Buffy thought she'd finished the Master when she dusted him.
But in Sunnydale things have a way of coming back... The Master
may be dead, but he is not forgotten. One of the vampire lord's
devotees sets out to alter the past so that he can resurrect
the Master without Buffy's meddling. When he conjures up a
portal to transport his minions through time, the vampires
are poised to murder the most powerful slayers in history.
It is up to the Scoobies to stop the Master's followers before
they break the chain of slayers. Giles, Xander, Willow, and
Buffy pursue the vamps back in times through the portal to
save the slayers of the past. They must track the bloodsuckers
from the French Revolution to the American Civil War without
getting detected - or worse. But you can't change the past
without changing the present...
Through Time is
one of the best Buffy books I've read. However, I'm
going to be mega critical here, but only because I enjoyed
it so much and have a few nit-picks I want to raise.
at the age of 15, I went to the cinema to see Back to the
Future, almost over night I became a paradox geek and
would spend break times discussing the numerous pitfalls that
most time travel movies fell into. To be fair the Back
to the Future trilogy did cover itself pretty well but
there are still plot points that need clearing up (click here
to see some of the nit-picks our resident anorak has been
asked on the Back to the Future movies).
Portal Through Time was a book that I was itching to
read. And it didn't disappoint. Even the accidental reprinting
of a sentence on page 316 made me chuckle. It looked like
a deliberate time gag - although sadly it wasn't.
basic plot follows Buffy and the gang as they have to travel
through time attempting to stop a band of vampires killing
off old slayers. This is being done in order to ensure that
Buffy is not turned into a slayer and doesn't prevent the
Master from opening the Hellmouth. It's quickly explained
that they can't just go back and kill Buffy just before she
kills the Master, or when she is a small girl - both of which
they try to do. So, with the help of an ancient artefact,
they manage to track down four slayers from the past that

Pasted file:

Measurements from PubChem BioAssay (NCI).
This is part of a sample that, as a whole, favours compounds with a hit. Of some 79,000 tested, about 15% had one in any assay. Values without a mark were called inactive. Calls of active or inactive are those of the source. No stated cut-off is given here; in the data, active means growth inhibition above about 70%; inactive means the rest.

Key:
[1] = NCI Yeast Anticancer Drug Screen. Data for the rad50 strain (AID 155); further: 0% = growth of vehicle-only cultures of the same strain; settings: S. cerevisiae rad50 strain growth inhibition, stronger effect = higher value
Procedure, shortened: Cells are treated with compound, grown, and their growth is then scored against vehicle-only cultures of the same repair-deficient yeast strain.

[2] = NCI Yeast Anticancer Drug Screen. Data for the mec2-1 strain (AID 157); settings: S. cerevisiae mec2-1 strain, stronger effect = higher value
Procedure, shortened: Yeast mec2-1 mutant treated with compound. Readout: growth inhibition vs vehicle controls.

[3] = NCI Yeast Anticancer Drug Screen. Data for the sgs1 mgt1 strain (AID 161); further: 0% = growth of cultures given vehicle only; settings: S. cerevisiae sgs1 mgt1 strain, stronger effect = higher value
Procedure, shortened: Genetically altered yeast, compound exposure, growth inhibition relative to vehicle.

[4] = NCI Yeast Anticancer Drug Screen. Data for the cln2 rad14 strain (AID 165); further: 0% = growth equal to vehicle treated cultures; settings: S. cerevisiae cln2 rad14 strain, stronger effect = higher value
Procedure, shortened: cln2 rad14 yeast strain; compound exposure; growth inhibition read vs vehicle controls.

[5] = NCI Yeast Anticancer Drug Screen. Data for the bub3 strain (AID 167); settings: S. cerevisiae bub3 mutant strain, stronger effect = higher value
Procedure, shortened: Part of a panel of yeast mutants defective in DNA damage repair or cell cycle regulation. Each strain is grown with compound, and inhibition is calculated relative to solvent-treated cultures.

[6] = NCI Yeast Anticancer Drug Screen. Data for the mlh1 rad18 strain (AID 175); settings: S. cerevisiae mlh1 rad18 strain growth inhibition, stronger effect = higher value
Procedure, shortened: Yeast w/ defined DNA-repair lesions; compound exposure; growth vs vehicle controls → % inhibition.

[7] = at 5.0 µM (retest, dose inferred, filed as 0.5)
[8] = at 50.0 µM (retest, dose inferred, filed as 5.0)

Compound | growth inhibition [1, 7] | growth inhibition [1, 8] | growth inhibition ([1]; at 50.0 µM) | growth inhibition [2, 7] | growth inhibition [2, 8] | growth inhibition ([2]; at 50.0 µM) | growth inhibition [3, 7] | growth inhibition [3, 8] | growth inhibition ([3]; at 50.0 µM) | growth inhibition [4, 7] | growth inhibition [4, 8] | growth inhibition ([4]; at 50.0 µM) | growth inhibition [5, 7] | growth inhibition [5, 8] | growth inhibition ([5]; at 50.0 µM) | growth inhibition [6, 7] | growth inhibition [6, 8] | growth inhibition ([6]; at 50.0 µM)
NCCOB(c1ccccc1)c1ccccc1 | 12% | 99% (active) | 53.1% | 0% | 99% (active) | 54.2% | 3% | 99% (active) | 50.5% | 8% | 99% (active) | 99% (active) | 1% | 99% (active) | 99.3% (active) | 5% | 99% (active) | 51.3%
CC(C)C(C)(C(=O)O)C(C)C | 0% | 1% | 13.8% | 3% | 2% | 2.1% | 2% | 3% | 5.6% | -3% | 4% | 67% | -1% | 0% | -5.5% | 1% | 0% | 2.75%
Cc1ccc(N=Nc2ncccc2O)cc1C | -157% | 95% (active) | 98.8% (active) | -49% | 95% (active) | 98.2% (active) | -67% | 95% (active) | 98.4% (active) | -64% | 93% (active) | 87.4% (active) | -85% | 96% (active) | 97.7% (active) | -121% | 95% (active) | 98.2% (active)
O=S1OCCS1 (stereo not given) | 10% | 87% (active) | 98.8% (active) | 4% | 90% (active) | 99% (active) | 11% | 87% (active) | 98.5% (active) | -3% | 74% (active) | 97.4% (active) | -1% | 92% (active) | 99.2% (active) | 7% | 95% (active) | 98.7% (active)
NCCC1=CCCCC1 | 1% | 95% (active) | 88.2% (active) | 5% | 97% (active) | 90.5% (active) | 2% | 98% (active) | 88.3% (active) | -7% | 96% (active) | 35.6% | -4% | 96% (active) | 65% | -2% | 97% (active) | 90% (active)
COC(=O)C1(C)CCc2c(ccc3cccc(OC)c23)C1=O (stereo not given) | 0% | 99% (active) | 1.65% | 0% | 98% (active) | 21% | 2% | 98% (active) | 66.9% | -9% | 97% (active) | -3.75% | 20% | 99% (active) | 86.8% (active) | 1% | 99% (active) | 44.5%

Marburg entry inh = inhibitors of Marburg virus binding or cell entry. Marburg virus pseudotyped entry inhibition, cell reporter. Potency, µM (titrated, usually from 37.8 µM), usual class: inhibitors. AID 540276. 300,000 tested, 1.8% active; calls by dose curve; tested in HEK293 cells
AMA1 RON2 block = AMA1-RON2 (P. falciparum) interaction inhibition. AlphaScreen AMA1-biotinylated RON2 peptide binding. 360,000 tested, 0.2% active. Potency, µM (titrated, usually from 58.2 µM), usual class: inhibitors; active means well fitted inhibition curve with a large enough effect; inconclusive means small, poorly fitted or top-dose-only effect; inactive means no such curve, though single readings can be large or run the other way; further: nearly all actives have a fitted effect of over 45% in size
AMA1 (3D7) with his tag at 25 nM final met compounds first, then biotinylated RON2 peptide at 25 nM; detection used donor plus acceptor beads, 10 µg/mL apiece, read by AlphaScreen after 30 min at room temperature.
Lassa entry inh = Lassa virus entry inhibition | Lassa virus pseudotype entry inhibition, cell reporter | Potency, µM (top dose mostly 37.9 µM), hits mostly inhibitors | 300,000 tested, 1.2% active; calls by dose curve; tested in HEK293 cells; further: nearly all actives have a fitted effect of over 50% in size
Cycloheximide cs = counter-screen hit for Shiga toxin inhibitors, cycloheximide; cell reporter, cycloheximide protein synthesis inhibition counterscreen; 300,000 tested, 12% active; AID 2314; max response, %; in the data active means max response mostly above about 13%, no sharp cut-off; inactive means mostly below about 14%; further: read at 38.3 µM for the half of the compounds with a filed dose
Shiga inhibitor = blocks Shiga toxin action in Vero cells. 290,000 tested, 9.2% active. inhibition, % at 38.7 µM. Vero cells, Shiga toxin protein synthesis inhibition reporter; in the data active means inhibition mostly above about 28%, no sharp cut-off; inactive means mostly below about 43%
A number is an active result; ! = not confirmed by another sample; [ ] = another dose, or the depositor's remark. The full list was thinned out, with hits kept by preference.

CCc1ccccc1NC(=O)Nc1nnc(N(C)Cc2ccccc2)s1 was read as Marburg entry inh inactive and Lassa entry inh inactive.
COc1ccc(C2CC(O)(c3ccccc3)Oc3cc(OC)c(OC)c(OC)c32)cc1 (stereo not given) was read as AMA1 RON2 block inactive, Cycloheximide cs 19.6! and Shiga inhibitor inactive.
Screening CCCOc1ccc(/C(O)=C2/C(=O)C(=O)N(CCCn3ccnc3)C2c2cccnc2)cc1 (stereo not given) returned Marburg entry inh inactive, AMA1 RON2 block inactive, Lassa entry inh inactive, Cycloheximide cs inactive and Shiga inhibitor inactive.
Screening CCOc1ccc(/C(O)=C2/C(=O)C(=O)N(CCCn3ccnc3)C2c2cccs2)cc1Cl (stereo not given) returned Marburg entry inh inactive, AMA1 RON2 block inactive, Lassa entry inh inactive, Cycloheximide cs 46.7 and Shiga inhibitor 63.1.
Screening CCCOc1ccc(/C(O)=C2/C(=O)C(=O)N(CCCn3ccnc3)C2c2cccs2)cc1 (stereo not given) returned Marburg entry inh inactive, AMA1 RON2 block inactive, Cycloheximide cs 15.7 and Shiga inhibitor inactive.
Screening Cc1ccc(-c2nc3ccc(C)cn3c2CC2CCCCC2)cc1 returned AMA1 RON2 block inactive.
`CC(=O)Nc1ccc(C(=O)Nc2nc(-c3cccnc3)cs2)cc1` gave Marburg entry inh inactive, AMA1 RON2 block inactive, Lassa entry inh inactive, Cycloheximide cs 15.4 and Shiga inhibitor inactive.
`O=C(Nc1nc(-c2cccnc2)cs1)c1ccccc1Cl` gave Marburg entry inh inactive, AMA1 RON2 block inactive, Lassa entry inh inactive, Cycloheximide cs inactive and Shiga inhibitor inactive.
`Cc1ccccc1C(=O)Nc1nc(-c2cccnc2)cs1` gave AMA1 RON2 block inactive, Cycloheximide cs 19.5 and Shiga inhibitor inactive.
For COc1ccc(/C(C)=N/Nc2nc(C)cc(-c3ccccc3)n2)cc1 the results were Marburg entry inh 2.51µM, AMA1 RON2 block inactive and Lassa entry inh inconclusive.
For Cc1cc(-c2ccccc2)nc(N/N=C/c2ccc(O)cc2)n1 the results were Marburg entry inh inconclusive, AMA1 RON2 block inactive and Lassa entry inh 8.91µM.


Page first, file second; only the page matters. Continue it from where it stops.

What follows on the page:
need to be killed in order to ensure that Buffy is never called
in the first place.
of the points I wanted to raise though include:
do the Scoobies assume that they can go back to save the slayers
in any order they want? Surely it would make sense to start
from the oldest time period and work forwards in time. If
the vampires have already gone back and altered time, then
after the earliest slayer was killed and the vampires had
returned to the present day before going back again, the next
slayer to kill may have changed. Originally four slayers were
chosen in order to ensure that Buffy was never called as a
slayer. The Scoobies need to start saving the slayers starting
with the one furthest back in time and following the time
line that way.
how come every time they make a jump any vampires they have
staked in a previous confrontation are not there? This would
only be the case if the Scoobies jumped back in time in exactly
the same order as the vampires. It would be quite possible
for Buffy to stake one Vampire in one time jump, but then
meet up with him again on the second time jump (if he had
gone to that time period first and then to the time period
he was dusted at a later jump).
super clever, couldn't the Master's followers just have gone
back and killed the surprise edition to the fourth and final
jump? Without giving anything away, there is a surprise awaiting
the Scoobies on their final time jump. But, we later learn
that the person killed there affects the present day, and
without them the Scoobies wouldn't be able to jump back and
stop the vampire gang in the first place. This being the case
the Master rises (as we discover when they return to the present
day). So, killing this person in the first place would have
been much easier than jumping back through time four times.
But I suppose that would have resulted in a rather dull book.
Alice Henderson, has really gone to town doing her research
for this book. Not only are the time periods recreated accurately
(without seeming as though she is trying to thrust the finer
details down the readers throat), but all of the characters
live and breathe like the TV characters. What a shame the
show is no longer running, as this would have made a perfect
episode - or perhaps a Buffy movie.
I have one complaint, it's only that everything is resolved
a little too quickly. The final time jump is so quick that
I got the feeling that Henderson had plenty more material
but that someone had cut everything back to keep the book
under 350 pages.
is one of the few Buffy books that I've read and then
felt compelled to reread again almost immediately. If
you read only one Buffy book, then make sure it's this
one. It's certainly worth investing your time in.